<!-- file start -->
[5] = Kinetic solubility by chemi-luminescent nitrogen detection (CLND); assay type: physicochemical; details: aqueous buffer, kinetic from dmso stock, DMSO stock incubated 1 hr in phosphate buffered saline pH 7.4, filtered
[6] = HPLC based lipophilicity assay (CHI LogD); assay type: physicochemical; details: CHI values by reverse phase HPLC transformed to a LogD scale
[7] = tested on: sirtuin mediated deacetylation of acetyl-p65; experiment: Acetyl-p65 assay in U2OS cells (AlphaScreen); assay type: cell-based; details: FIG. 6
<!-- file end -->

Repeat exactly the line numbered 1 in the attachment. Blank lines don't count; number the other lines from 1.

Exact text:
[5] = Kinetic solubility by chemi-luminescent nitrogen detection (CLND); assay type: physicochemical; details: aqueous buffer, kinetic from dmso stock, DMSO stock incubated 1 hr in phosphate buffered saline pH 7.4, filtered